Former anti-LGBT activist explains why the ‘family values’ crowd is full of hypocrites like Josh Duggar
A former anti-gay activist and analyst with the Family Research Council, an extreme Christian organization once associated with Josh Duggar, has blasted Duggar in a Friday op-ed for TheNewCivilRightsMovement.com.
Yvette Schneider, who is herself as bi-sexual, has renounced the anti-LGBT movement after “converting” and working against her own interests for about a decade before having a change of heart. In a post explaining why it’s so common for leaders in the morally conservative Christian right to fail to live up to the standards they demand of others, she explains Duggar’s fall.
“Josh, without a college education, or any known skills that are marketable in the real world outside of conservative politics – he was literally a used car salesman – was offered a leadership position at Family Research Council,” Schneider writes. “Like most non-profits, FRC is always looking for ways to raise money. To hire a young man in his mid-twenties with no education does not make sense for a high-profile organization that deals with matters of morality. That is, unless the young man is a reality TV star with a huge following of fans willing to send your organization money.”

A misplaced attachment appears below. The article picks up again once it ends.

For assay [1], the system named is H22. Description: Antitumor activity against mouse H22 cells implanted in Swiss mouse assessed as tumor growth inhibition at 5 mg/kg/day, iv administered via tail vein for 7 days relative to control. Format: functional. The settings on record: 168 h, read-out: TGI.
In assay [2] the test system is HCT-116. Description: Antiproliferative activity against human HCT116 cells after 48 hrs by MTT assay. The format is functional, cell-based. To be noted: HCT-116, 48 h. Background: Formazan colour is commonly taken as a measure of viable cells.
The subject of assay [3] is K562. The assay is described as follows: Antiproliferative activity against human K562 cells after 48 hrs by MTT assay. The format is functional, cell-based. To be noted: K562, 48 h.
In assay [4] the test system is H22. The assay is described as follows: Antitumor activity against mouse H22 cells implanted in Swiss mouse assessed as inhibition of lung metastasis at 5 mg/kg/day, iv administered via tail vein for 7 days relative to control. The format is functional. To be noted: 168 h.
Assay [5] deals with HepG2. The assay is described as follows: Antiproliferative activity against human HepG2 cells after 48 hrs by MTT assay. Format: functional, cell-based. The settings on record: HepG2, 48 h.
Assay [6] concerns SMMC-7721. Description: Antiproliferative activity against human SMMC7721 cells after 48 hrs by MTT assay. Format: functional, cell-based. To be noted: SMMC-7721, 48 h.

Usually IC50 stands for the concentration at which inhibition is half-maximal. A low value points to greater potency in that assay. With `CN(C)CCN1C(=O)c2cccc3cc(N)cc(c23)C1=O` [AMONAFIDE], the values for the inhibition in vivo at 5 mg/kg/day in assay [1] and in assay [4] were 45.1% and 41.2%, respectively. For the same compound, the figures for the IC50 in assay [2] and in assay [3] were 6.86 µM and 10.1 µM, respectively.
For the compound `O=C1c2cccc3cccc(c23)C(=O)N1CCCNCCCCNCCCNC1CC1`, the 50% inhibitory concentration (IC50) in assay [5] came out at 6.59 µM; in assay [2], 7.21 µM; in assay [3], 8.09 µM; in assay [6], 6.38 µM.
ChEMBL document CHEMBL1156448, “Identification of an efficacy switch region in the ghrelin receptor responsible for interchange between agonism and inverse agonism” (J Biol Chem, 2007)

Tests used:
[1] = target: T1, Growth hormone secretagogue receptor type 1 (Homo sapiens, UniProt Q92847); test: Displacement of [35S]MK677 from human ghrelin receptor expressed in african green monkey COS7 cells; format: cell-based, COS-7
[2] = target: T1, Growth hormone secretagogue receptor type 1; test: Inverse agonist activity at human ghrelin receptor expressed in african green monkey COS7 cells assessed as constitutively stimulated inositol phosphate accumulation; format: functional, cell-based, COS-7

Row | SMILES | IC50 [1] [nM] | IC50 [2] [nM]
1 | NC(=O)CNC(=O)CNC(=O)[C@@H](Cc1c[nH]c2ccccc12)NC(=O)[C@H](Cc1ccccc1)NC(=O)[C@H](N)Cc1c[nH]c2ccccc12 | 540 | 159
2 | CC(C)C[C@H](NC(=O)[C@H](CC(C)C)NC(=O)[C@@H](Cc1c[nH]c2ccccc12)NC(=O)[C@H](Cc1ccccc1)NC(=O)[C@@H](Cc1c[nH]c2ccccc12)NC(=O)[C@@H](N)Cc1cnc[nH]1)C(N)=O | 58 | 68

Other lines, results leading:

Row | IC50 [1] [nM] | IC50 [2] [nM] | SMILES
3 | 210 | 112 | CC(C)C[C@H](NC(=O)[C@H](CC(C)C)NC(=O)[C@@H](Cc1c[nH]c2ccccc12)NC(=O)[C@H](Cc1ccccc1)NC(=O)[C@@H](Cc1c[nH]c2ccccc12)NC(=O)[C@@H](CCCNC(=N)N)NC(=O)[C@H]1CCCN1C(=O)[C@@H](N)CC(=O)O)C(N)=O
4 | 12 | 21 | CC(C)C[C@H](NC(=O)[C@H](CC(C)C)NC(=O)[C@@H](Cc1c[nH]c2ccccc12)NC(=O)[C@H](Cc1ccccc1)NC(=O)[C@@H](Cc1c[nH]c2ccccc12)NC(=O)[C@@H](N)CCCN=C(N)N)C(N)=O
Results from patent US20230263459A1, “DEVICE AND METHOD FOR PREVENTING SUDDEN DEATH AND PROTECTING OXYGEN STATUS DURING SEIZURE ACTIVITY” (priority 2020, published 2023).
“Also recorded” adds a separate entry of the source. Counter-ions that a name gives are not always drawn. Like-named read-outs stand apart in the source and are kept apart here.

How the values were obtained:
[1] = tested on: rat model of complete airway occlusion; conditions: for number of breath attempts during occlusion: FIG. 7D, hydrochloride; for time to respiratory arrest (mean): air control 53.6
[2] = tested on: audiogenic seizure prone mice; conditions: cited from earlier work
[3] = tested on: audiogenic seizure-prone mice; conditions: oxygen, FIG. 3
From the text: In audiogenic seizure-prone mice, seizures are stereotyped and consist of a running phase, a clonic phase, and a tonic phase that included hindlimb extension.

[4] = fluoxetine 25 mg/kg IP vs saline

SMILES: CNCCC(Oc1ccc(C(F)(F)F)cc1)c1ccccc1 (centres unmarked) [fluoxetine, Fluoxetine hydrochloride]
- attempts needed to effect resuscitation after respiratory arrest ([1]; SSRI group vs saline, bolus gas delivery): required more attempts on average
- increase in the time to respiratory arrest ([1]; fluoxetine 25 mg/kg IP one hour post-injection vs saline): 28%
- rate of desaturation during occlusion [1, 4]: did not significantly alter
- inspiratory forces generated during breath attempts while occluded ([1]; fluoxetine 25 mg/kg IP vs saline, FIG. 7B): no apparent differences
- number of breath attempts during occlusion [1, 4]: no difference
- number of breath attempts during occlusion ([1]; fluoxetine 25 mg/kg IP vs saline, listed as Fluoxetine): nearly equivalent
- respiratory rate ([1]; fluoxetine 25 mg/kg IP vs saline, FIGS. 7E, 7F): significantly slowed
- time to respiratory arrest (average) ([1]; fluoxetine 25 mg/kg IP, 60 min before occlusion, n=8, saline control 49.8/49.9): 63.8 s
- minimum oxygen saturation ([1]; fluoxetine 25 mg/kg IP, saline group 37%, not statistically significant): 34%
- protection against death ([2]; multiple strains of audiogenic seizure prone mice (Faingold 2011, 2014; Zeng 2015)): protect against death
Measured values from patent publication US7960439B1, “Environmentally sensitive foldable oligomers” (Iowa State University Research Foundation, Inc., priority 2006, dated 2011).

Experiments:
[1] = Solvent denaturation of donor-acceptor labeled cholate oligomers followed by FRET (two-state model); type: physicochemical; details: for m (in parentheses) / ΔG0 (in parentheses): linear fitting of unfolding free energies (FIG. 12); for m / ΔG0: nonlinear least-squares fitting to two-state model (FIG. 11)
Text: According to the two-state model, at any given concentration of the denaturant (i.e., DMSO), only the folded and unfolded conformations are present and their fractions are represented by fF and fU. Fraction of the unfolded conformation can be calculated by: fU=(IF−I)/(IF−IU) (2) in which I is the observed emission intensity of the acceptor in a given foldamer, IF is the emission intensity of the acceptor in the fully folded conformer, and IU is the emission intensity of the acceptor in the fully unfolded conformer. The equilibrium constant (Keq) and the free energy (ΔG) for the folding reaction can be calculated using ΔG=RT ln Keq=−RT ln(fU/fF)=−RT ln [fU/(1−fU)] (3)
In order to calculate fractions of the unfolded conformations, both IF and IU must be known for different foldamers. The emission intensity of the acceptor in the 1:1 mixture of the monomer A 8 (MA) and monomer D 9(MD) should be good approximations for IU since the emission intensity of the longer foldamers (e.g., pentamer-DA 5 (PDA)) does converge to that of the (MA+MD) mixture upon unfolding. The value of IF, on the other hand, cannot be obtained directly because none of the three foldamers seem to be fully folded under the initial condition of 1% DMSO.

Duggar resigned from his position as FRC vice president after it came to light in May that he had molested underage girls — four of five of whom were his own sisters — and the family had kept it secret.
But Duggar is far from the first and will not be the last.
Scheider pointed to George Rekers, one of the founders of FRC, who was caught with a male escort.
“I personally know of several ‘ex-gay’ spokespeople who declared their freedom from same-sex attractions while secretly liaising with gay lovers. All while fighting against gay rights and telling gay Christians they could change, too,” Schneider writes.
The toxic brew of having to show an outward appearance of faith and strength with contradicting, human needs that you preach are “evil” often leads to people acting out.
Schneider talks about young men at a church she once attended punishing themselves by snapping rubber bands around their wrists when they looked at women.
“Josh, like the rest of us, was likely taught to hide whatever ‘evil stirrings’ he had,” Schneider explains. “To do things in secret was how he learned to handle his urges. Feelings of shame and inadequacy arise in response to sexual sublimation and being told constantly that sexual feelings are dirty and of the devil. At the same time, to feel inferior isn’t manly. To show weakness isn’t a ‘good witness’ for the Lord. The mixture of inadequacy and the pressure to appear superior is a potent concoction that often leads to acting out.”